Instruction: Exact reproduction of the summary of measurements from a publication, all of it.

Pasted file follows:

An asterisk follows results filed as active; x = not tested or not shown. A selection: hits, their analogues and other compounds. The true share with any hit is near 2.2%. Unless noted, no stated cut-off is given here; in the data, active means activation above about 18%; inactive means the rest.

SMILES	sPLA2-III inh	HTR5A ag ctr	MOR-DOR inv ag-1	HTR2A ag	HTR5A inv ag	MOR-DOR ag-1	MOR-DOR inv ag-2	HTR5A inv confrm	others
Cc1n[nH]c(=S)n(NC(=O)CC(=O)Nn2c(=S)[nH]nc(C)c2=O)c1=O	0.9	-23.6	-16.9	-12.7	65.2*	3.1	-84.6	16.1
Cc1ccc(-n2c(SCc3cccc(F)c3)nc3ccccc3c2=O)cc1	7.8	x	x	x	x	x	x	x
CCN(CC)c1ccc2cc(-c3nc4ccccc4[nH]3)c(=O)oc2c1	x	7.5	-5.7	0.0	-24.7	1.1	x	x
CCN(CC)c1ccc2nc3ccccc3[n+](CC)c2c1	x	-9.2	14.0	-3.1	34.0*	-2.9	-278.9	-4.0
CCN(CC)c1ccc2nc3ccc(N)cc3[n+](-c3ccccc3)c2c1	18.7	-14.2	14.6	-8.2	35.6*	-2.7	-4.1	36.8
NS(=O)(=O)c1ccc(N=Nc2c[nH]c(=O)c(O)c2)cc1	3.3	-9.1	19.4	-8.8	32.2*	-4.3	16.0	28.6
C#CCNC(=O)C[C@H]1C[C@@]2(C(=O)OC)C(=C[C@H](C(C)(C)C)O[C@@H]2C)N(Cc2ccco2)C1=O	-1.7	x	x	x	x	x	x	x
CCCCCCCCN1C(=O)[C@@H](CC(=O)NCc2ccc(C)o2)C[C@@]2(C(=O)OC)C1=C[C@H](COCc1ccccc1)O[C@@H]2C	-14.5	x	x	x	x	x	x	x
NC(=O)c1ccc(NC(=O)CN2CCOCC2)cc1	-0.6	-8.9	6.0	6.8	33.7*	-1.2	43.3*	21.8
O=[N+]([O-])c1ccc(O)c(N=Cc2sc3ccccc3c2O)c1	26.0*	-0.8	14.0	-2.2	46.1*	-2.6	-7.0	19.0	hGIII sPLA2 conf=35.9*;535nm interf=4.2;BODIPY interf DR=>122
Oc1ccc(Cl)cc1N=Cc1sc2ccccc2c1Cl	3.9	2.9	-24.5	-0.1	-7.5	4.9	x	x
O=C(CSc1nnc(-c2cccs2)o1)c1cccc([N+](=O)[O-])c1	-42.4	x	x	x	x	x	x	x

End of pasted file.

An asterisk follows results filed as active; x = not tested or not shown. A selection: hits, their analogues and other compounds. The true share with any hit is near 2.2%. Unless noted, no stated cut-off is given here; in the data, active means activation above about 18%; inactive means the rest.

SMILES	sPLA2-III inh	HTR5A ag ctr	MOR-DOR inv ag-1	HTR2A ag	HTR5A inv ag	MOR-DOR ag-1	MOR-DOR inv ag-2	HTR5A inv confrm	others
Cc1n[nH]c(=S)n(NC(=O)CC(=O)Nn2c(=S)[nH]nc(C)c2=O)c1=O	0.9	-23.6	-16.9	-12.7	65.2*	3.1	-84.6	16.1
Cc1ccc(-n2c(SCc3cccc(F)c3)nc3ccccc3c2=O)cc1	7.8	x	x	x	x	x	x	x
CCN(CC)c1ccc2cc(-c3nc4ccccc4[nH]3)c(=O)oc2c1	x	7.5	-5.7	0.0	-24.7	1.1	x	x
CCN(CC)c1ccc2nc3ccccc3[n+](CC)c2c1	x	-9.2	14.0	-3.1	34.0*	-2.9	-278.9	-4.0
CCN(CC)c1ccc2nc3ccc(N)cc3[n+](-c3ccccc3)c2c1	18.7	-14.2	14.6	-8.2	35.6*	-2.7	-4.1	36.8
NS(=O)(=O)c1ccc(N=Nc2c[nH]c(=O)c(O)c2)cc1	3.3	-9.1	19.4	-8.8	32.2*	-4.3	16.0	28.6
C#CCNC(=O)C[C@H]1C[C@@]2(C(=O)OC)C(=C[C@H](C(C)(C)C)O[C@@H]2C)N(Cc2ccco2)C1=O	-1.7	x	x	x	x	x	x	x
CCCCCCCCN1C(=O)[C@@H](CC(=O)NCc2ccc(C)o2)C[C@@]2(C(=O)OC)C1=C[C@H](COCc1ccccc1)O[C@@H]2C	-14.5	x	x	x	x	x	x	x
NC(=O)c1ccc(NC(=O)CN2CCOCC2)cc1	-0.6	-8.9	6.0	6.8	33.7*	-1.2	43.3*	21.8
O=[N+]([O-])c1ccc(O)c(N=Cc2sc3ccccc3c2O)c1	26.0*	-0.8	14.0	-2.2	46.1*	-2.6	-7.0	19.0	hGIII sPLA2 conf=35.9*;535nm interf=4.2;BODIPY interf DR=>122
Oc1ccc(Cl)cc1N=Cc1sc2ccccc2c1Cl	3.9	2.9	-24.5	-0.1	-7.5	4.9	x	x
O=C(CSc1nnc(-c2cccs2)o1)c1cccc([N+](=O)[O-])c1	-42.4	x	x	x	x	x	x	x